http://www.johnboos.com/food_service/pr ... ry=jbc0006

I've got a TNS 24"x60" table in the middle of my kitchen; it's the best thing we ever bought for the kitchen. A huge prep surface that is completely knife-friendly. Wipe it down with mineral oil every month or so and all is well.
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Re: the cutlery/knives scoop...

Postposted on Sun Jul 13, 2008 11:36 pm

I'm actually not set on the henckel's international ones. They're made in china, and I'm not exactly that happy with them at the moment. So are the calphalon, so I'm going to keep looking.

I think I might just not get a block set at all. I'd like to use a magnetic (with soft walls) knife holder to free up counter space, and my fiancee really likes how that looks. With no kids I'm not worried about it right now.

I'm glad we got bedding out of the way already, and I'm glad it wasn't this difficult. She's picking out dishes and I'm picking out knives, we're both stumbling along.
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Re: the cutlery/knives scoop...

Postposted on Sun Jul 13, 2008 11:52 pm

I prepare a lot of food. To me, it is dangerous to have a dull or unsharp knife. If it costs me $150 for a knife instead of $50--and the end result is that I do not put a giant gash in a finger because the blade slipped off some meat or a slippery vegetable and went into my hand--then I think that $100 extra was well worth it. It also makes me faster. If you've ever prepared and trimmed pork spare ribs, for example, you'll know just how dangerous it can be if you try it with a dull blade. Most people don't realize that it is is the dull blades that cause injury (because instead of penetrating the surface with pressure applied they slide off) rather than share blades (which immediately enter the intended surface, leaving your fingers safe if you use proper technique).

I like my Wusthof knives. I'm sure there are better, but they work nicely. The key is what you cut on. i.e. Plastic vs. Glass vs. Wood. Some surfaces will demolish the cutting edge rapidly, while wood, for example, leaves it sharp the longest.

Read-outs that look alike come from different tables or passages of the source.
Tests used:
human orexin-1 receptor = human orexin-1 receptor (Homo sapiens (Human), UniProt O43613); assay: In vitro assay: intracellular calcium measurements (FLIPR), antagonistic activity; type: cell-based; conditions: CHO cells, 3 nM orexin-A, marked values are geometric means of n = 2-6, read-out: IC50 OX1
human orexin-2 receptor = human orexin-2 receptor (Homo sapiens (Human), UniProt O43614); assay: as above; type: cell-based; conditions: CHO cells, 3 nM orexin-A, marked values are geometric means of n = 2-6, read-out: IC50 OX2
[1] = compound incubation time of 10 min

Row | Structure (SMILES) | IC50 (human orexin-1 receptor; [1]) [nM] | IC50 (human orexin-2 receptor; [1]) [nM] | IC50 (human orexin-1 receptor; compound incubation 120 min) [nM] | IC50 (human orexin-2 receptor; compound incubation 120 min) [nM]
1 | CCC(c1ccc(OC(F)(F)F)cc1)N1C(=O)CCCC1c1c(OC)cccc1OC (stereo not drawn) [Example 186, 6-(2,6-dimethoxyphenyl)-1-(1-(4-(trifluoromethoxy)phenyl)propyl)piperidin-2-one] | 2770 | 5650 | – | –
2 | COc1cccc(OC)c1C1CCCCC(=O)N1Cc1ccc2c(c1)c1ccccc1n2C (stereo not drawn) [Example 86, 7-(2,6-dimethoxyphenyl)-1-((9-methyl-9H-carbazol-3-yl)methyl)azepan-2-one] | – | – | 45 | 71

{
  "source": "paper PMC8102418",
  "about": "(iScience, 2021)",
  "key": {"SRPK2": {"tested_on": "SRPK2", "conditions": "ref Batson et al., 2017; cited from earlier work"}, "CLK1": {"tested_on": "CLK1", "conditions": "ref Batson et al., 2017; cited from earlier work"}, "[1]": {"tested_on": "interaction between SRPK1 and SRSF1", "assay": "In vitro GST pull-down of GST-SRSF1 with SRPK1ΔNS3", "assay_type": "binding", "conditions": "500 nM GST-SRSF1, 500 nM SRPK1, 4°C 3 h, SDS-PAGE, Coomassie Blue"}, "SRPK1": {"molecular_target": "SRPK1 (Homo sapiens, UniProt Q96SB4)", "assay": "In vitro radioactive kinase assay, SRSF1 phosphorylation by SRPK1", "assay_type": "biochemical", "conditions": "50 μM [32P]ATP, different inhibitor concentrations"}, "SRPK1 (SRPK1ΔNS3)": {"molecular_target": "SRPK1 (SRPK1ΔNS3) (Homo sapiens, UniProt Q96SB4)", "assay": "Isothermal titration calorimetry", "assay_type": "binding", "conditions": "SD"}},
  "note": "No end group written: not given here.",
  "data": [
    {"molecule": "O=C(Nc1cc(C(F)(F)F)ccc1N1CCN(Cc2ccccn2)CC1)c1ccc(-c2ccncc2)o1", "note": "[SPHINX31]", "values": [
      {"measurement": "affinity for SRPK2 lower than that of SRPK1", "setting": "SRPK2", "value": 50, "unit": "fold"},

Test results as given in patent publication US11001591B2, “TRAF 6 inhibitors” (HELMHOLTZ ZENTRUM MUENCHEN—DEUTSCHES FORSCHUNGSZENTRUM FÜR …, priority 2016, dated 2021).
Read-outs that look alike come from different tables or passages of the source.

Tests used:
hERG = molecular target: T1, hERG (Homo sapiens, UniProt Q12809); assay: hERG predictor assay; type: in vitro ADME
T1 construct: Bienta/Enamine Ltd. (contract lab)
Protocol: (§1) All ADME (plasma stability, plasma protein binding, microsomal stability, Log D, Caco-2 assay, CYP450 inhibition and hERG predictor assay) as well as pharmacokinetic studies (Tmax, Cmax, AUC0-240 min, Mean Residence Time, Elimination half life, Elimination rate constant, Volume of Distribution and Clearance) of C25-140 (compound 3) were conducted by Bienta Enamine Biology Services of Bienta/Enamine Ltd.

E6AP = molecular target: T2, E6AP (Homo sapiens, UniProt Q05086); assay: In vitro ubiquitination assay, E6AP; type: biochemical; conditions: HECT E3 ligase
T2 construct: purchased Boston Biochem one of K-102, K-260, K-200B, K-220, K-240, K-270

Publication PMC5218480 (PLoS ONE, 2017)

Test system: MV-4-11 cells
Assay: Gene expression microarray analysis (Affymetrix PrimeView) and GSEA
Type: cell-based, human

Many times you can find individual blades on sale at stores where your average stereotypical housewife shops. Often at a significant discount.

I really don't think you need a whole set. I usually only need a 4-6" paring knife, a Chef's knife or two, and a fillet knife.
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Re: the cutlery/knives scoop...

Postposted on Mon Jul 14, 2008 12:41 am

computron9000 wrote:I like my Wusthof knives. I'm sure there are better, but they work nicely. The key is what you cut on. i.e. Plastic vs. Glass vs. Wood. Some surfaces will demolish the cutting edge rapidly, while wood, for example, leaves it sharp the longest.
Which line?
computron9000 wrote:Many times you can find individual blades on sale at stores where your average stereotypical housewife shops. Often at a significant discount.
This doesn't work on a registry. I am actually going to contact a relative that's into cooking a lot (she gave us a really nice pan set and an extremely nice wok. The wok is so good, in fact, I feel completely unworthy using it) and I might just leave the cutlery off of the registry and have her bargain hunt for us and just nab stuff when she finds it. She found our cookware for $150 and it is ridiculously nice.
computron9000 wrote:I really don't think you need a whole set. I usually only need a 4-6" paring knife, a Chef's knife or two, and a fillet knife.

I agree, which is why I've been taking a second look at the whole set. I found a $30 set of steak knives by Henckels international (the china/taiwan brand of Henckels) that I won't feel bad about putting in the dishwasher, and I'm stuck on finding a good chef's knife, paring knife, santoku, and a serrated bagel/tomato knife at a price that guests wouldn't say "WTF" when they see.
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Re: the cutlery/knives scoop...

Postposted on Mon Jul 14, 2008 12:59 am

computron9000 wrote:I prepare a lot of food. To me, it is dangerous to have a dull or unsharp knife. If it costs me $150 for a knife instead of $50--and the end result is that I do not put a giant gash in a finger because the blade slipped off some meat or a slippery vegetable and went into my hand--then I think that $100 extra was well worth it. It also makes me faster. If you've ever prepared and trimmed pork spare ribs, for example, you'll know just how dangerous it can be if you try it with a dull blade.


Agreed. I've cut a nice sized fillet off my thumb and in another incident sliced through through 3 fingers nails at once pretty badly(causing them all to fall off at their own pace) because of such things at previous jobs.